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BACKGROUND

 

The increase in energy consumption by the Man in the last decades has led to a massive power line grid expansion. Power lines cause negative impacts on biodiversity, including habitat loss and fragmentation, and bird mortality through collision or electrocution. Bird collision with cables is, for some species, the major cause of non-natural mortality and the main direct impact associated with transmission power lines (150-400kV).

Many knowledge gaps remain in this thematic area, including a better understanding of the drivers of collision risk, or of the effectiveness of mitigation measures (e.g. anti-collision devices). Even for particularly sensitive species, little is known on the impacts of collision fatality on population-level viability. Additionally, the occurrence of indirect negative impacts, such as exclusion effects, is barely known.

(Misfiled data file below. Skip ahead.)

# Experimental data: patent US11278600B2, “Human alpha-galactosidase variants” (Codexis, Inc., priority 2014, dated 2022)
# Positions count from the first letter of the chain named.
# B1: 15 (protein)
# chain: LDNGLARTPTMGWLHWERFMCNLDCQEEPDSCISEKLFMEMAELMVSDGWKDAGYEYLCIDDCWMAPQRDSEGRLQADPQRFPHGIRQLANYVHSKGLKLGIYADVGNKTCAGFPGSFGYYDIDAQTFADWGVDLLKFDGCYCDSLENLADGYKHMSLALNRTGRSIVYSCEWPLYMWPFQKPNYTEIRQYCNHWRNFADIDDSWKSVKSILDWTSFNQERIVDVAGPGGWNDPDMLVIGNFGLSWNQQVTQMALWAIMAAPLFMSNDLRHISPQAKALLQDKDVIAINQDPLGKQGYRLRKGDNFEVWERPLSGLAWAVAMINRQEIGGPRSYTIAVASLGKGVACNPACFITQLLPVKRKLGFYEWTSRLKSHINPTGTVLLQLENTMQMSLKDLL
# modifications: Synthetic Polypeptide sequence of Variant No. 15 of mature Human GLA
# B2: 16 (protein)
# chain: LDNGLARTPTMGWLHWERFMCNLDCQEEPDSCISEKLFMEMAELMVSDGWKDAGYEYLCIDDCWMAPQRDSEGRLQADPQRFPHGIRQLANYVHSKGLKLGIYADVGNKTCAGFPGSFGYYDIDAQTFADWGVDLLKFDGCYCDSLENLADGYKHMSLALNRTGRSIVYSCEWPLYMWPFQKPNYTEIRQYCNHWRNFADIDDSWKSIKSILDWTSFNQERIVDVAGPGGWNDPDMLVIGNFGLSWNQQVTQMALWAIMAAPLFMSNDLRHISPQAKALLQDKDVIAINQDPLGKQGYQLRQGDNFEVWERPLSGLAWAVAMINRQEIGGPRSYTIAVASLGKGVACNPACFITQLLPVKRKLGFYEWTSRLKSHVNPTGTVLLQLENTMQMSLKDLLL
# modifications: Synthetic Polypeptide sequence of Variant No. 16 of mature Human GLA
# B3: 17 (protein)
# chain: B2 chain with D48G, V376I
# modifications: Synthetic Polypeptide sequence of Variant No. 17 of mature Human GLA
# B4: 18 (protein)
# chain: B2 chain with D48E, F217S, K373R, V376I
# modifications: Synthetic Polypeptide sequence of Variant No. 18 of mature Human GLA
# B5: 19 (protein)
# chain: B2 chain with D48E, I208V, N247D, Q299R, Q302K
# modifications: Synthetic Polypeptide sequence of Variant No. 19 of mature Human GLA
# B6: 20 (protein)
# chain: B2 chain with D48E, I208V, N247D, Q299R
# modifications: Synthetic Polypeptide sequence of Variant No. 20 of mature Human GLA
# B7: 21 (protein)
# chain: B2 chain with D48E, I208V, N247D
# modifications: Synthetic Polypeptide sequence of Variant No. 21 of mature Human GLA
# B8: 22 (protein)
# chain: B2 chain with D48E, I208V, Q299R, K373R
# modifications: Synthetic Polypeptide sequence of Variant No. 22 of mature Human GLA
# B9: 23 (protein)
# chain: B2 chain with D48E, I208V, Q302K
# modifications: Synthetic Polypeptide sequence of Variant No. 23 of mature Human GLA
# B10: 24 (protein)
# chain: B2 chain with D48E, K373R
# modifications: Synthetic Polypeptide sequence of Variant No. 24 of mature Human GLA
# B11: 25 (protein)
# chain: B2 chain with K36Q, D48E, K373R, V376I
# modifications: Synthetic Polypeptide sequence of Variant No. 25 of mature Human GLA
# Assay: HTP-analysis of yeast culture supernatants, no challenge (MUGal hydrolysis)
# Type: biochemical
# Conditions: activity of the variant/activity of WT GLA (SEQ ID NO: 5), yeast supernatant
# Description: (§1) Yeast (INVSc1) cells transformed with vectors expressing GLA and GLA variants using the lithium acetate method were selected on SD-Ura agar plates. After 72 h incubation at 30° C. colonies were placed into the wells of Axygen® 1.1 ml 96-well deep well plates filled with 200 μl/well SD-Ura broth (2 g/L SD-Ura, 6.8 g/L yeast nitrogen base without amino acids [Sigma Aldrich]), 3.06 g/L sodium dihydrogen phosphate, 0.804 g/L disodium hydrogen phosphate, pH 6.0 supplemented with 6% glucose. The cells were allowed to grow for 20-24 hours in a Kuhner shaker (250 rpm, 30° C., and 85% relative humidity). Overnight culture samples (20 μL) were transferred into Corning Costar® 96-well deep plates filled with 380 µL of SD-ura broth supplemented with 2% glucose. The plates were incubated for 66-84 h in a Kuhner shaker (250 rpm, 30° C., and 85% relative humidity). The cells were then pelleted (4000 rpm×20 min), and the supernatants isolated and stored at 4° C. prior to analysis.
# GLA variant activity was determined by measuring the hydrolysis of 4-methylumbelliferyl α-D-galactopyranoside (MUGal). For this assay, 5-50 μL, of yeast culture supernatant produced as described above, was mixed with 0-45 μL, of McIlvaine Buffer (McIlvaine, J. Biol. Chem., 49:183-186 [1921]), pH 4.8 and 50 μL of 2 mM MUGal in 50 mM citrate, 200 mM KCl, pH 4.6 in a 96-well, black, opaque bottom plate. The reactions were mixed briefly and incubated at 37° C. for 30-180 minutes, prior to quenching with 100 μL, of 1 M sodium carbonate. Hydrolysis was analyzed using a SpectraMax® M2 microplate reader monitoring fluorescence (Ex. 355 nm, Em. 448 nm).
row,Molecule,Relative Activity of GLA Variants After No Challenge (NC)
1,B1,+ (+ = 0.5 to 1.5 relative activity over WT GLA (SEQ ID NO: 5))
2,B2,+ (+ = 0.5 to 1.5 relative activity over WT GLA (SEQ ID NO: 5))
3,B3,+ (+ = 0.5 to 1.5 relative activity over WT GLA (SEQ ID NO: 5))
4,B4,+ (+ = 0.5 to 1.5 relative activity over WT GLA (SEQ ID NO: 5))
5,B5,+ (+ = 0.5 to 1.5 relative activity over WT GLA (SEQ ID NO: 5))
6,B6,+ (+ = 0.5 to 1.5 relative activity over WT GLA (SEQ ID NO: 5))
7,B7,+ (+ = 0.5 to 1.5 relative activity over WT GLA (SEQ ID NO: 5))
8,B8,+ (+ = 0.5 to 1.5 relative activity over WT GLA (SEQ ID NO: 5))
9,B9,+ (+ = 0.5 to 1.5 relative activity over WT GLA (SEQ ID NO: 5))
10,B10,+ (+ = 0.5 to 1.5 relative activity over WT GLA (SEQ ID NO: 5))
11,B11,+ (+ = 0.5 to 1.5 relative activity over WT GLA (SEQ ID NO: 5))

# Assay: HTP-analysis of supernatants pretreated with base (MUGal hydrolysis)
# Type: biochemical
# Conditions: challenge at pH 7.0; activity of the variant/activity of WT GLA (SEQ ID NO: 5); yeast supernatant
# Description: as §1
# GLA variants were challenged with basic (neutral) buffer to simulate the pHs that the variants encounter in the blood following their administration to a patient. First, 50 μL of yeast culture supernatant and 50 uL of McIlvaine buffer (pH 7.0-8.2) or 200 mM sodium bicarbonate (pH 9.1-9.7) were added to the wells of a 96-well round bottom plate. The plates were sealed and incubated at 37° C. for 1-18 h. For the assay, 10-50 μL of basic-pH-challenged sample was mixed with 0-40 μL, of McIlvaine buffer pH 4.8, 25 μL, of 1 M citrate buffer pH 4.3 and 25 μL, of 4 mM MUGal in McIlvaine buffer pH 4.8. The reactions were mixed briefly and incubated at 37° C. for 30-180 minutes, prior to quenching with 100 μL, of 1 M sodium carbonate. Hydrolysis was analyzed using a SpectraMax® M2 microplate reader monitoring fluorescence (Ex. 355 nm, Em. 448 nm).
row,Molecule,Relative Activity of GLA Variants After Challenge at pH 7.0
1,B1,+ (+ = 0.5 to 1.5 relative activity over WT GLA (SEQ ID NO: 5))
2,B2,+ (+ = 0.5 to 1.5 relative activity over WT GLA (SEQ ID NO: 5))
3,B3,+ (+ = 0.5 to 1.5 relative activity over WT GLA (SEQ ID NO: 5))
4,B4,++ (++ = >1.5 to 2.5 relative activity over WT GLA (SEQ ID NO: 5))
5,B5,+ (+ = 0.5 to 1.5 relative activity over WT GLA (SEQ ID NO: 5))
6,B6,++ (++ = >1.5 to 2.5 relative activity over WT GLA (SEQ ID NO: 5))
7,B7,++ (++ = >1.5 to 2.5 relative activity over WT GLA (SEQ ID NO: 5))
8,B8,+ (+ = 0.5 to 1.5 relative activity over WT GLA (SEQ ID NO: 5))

On another hand, transmission power lines can have some positive impacts on birds; examples include the use of pylons as roosts or nesting structures, or the creation of favourable habitat due to the management of rights-of-way.

Thus, there is an obvious need to further increase our knowledge on the interaction between birds and transmission power lines, through state-of-the-art scientific research, as well as boosting knowledge transfer activities to Transmission System Operators (TSO) and other relevant stakeholders.


REN, the Portuguese TSO, is subjected to Environmental Impacts Assessment procedures focused on its infrastructures, including a need for evaluating the negative impacts caused by transmission power lines on biodiversity. Standardization and adequacy of methodologies used in impact assessment studies should be therefore improved so that outcomes and management responses can be based on better scientific support. Additionally, REN also has a historical record (more than 15 years) of bird fatality, outages, and white stork nests monitoring data information, which have a high potential for scientific purposes.